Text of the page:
Why is the Parthenon famous
The Acropolis - abode of the gods
With the Parthenon frieze, Lord Elgin took control of the heart of the Acropolis. A varied procession can be seen on it: the annual parade in honor of the city goddess Athena - young men with sacrificial animals, riders, musicians.
In the center of the representation, the goddess is given a robe. Just as the Athenians did in reality.
During the feast days they made a pilgrimage up to the Acropolis and dressed the statue of Athena anew. An impressive interweaving of cult, art and reality: on the frieze of the Parthenon, the celebrating Athenians recognized nothing but themselves.
A temple as a show of power
When the Parthenon frieze was created, its depictions were something entirely new. In addition to the gods, suddenly putting people at the center of a work of art - is that allowed? Is that appropriate for a temple?
Absolutely, says the statesman Perikles - it is he who campaigned for the Parthenon building and its frieze.
After the Persian Wars, Athens became the proud supreme power in the Attic League in 448 BC - the first great victory of the still young democracy over its enemies. And this new self-confidence, Pericles wants it, should also be reflected in the cityscape.
The Parthenon is to be the new center of Athens, Athens the new center of Greece. A decision that the General Assembly of Athens' citizens is only too happy to approve - even if the construction work is anything but cheap.
For the next few years, the Athenians will be able to observe changes on the hill above their city almost every week - if they are not directly involved.
Every morning hosts of craftsmen make a pilgrimage up to the Acropolis, including slaves, who have to give a large part of their wages back to their owners. The Acropolis construction site is also quickly becoming the new center of the country economically.
Resourceful architects, unruly priests
For the artistic concept of the Acropolis, Pericles' best names are just good enough. Classic lines and clear proportions float before him. The Parthenon architects Iktinos and Kallikrates cleverly ensure that the desired geometry does not overturn into uniformity.
Each column tapers towards the top, and the corner columns are slightly thicker than the rest. Minimal corrections that breathe life into the strict marble architecture.
After the Parthenon was completed in 438 BC in a record time of nine years, a building is to be built that has almost the same meaning for Pericles: the Propylaea, a representative gateway through which one is to enter the Acropolis hill in the future.
Diplomats and state guests are to be entertained in the ballrooms. Pericles wants the building monumental and powerful. It is best if it should extend over the entire western foothills of the Acropolis hill.
But here the influential statesman has to make compromises for the first time. The Nike priests, for example, fear that their deity could fall behind the city goddess Athena, who is preferred by Pericles, and are demanding part of the western rock for a Nike temple - with success.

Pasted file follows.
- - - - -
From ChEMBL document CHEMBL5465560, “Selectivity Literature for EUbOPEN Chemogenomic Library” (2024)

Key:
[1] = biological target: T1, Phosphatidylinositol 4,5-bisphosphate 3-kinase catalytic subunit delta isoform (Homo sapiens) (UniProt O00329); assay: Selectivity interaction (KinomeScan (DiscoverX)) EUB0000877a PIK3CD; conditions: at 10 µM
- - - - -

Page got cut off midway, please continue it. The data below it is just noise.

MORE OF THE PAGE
An altar is also dedicated to Athena's divine adversary, Poseidon. In the years from 420 to 406 BC, everything finally focuses on the building of the Erechtheion. Pay homage to several gods and the mythical King Erechtheus. The Propylaea, Pericles' heart project, remains unfinished.
And so the Acropolis Hill will never be the cohesive, grandiose that Pericles wanted - but perhaps it reflects the diversity and contradictions of Athens.
The Acropolis is a place of the gods that celebrates the power and ingenuity of the people at the same time; a homage to ancestors and protective powers as well as a celebration of art and beauty.
Although it is never fully completed, the Acropolis heralds the greatness of the Hellenic civilization well into modern times.
The dispute over the temple continues
In the 19th century, the gaining strength of the Greek national movement wanted to restore the Acropolis to its former glory. After having belonged to the Ottoman Empire for centuries, the Greeks fought for independence in 1830 and were looking for evidence of their former greatness to establish their identity.
What is more suitable than the Acropolis? So begins an ambitious reconstruction program. All buildings that are not from antiquity are removed - first of course, of course, the mosque that the Ottomans built in the middle of the Parthenon temple.
But the closer the Acropolis gets to its original ancient state, the more striking it becomes, which treasures Lord Elgin once carried out of the country. But Great Britain is anything but willing to bring the works of art back out. After all, Elgin agreed with the Ottoman rulers what he himself calls salvation and Greece robbery. A conflict that continues to this day.
However, with a newly built museum at the foot of the Acropolis hill, Greece hopes to still be able to decide the dispute for itself. Because so far the British Museum has always argued that there was no suitable place in Athens for the fragile art treasures.
With its fully air-conditioned rooms designed according to the latest conservation standards, the Acropolis Museum could offer just that. But that hasn't impressed the British Museum so far.
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